Most everything you need to know about "Alice in Wonderland" can be found in the Internet Movie Database entry's "Trivia" section. Some selected entries:
- This film marks the 7th time Johnny Depp has worked under the direction of Tim Burton and the 6th time for Helena Bonham Carter.
- Director Trademark: [Tim Burton] [Black and white stripes] Tweedledum and Tweedledee's shirts.
- After the defeat of the Red Queen, The Mad Hatter does a dance and his head starts spinning. Just like Tim Burton's Beetlejuice.
- Crispin Glover's character, Stayne, has only one eye. This may be a reference to him being a representation of the Jack of Hearts. (The Jack of Hearts and the Jack of Spades are often referred to as "One-Eyed Jack" since only one eyed is showed on the card.)
Next, here's a list of selected movies from Burton's directorial filmography on IMDb; organized by year:
# Alice in Wonderland (2010)
# Sweeney Todd: The Demon Barber of Fleet Street (2007)
# Corpse Bride (2005)
# Charlie and the Chocolate Factory (2005)
# Big Fish (2003)
# Planet of the Apes (2001)
# Sleepy Hollow (1999)
# Mars Attacks! (1996)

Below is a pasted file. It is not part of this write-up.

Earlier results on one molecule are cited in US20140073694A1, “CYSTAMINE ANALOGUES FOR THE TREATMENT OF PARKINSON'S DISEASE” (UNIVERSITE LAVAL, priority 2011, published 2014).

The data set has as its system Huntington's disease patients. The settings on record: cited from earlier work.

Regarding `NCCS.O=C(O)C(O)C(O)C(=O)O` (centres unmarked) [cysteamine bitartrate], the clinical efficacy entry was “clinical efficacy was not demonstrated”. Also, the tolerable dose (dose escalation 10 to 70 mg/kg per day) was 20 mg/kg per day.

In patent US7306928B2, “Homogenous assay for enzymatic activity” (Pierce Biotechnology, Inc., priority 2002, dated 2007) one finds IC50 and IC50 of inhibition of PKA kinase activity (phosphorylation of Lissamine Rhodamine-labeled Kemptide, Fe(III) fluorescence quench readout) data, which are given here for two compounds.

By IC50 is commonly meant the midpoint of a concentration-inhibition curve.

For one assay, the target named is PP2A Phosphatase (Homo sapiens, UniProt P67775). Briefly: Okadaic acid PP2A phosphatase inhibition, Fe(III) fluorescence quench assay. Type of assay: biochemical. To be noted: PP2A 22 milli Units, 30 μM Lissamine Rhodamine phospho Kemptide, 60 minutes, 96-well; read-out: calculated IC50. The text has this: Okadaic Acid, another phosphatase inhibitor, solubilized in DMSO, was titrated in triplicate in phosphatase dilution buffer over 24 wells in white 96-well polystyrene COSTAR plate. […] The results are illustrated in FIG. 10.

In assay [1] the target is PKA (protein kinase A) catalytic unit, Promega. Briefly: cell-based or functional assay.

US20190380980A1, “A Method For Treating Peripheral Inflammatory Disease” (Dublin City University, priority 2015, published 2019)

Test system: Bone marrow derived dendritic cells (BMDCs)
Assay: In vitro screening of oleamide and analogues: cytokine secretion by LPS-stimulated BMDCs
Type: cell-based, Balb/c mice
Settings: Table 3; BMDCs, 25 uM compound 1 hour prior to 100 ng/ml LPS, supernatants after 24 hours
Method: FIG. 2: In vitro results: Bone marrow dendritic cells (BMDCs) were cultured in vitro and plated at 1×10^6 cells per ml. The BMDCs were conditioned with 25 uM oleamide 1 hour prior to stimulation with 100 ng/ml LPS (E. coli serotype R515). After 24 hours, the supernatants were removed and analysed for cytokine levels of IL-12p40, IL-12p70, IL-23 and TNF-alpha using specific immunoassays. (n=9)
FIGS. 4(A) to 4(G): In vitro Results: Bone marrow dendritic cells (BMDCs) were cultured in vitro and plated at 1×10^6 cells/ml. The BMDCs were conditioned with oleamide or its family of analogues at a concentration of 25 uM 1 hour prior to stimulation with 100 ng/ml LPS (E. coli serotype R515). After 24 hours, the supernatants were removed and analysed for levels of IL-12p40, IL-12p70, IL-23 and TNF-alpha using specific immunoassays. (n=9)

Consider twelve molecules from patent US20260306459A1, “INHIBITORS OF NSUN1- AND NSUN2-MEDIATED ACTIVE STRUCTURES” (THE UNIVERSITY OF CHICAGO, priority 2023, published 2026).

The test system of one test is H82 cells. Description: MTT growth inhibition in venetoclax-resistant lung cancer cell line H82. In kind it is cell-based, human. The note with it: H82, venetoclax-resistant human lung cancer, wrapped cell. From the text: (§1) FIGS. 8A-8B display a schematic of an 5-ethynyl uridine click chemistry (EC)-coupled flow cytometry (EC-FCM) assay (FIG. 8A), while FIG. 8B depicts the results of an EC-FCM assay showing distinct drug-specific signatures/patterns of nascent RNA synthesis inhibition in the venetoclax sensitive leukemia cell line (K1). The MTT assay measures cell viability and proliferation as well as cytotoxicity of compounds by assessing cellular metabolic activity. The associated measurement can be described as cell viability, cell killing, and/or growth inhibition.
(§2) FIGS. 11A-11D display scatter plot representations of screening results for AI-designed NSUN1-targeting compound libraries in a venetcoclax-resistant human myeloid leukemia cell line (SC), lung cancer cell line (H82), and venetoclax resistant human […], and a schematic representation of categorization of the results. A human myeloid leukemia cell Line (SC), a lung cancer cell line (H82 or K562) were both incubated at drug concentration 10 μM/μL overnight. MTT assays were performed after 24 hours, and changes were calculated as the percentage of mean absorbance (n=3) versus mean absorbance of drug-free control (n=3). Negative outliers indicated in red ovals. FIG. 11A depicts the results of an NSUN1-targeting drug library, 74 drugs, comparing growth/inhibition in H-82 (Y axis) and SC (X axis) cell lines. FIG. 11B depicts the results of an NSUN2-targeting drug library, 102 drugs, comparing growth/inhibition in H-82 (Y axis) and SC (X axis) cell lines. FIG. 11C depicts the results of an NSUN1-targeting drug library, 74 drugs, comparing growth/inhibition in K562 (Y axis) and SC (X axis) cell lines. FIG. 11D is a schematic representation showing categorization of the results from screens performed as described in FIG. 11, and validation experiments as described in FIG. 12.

# Ed Wood (1994)
# Batman Returns (1992)
# Edward Scissorhands (1990)
# Batman (1989)
# Beetle Juice (1988)
# Pee-wee's Big Adventure (1985)
I would be willing to verbally fight anyone to death in defense of all of the listed films produced between 1985 and 1999. These are some of the best, most imaginative examples of cinema ever made. Most of them were cornerstones of my childhood the minute I laid eyes upon them. I don't know anyone of my age group who doesn't still quote "Pee-wee's Big Adventure" at least once per year.
After Y2K? Eh, I can't vouch.
As noted above, he obviously can't get enough of Johnny Depp and is totally married to Bonham Carter. I can't blame him on either count. First we've got Depp. If I need to explain to you why he's awesome, then you need awesome lessons. And if you're a director I think you know it's pretty much understood that the spouse is stays in the picture so you stay in the picture when the cameras go away.
But enough already.
How many times must we see this trio bang out another zany tale? How many times do I have to see black and white in an alternating pattern on film? Burton's been using the same visual cues for between 10 and 25 years depending on who you ask.
Not to mention the fact that this is a horrifying, disjointed retelling of the "Alice" tales. Parts are cherry picked from the carcass of Lewis Carroll's yarn. Whatever you think of Tim Burton, I defy you to place him higher than Carroll in the cannon of human artistic achievement. I don't know about anyone else, but I'm going with the originator of the style that Burton only hopes to high-five. Besides that, Burton's visuals are becoming more horrifying each outing.
What Burton needs is a time-out.
I don't want him to take a permanent break, I just think it's fine to slow your own roll and recenter yourself a bit.
And, you know, maybe find some new actors.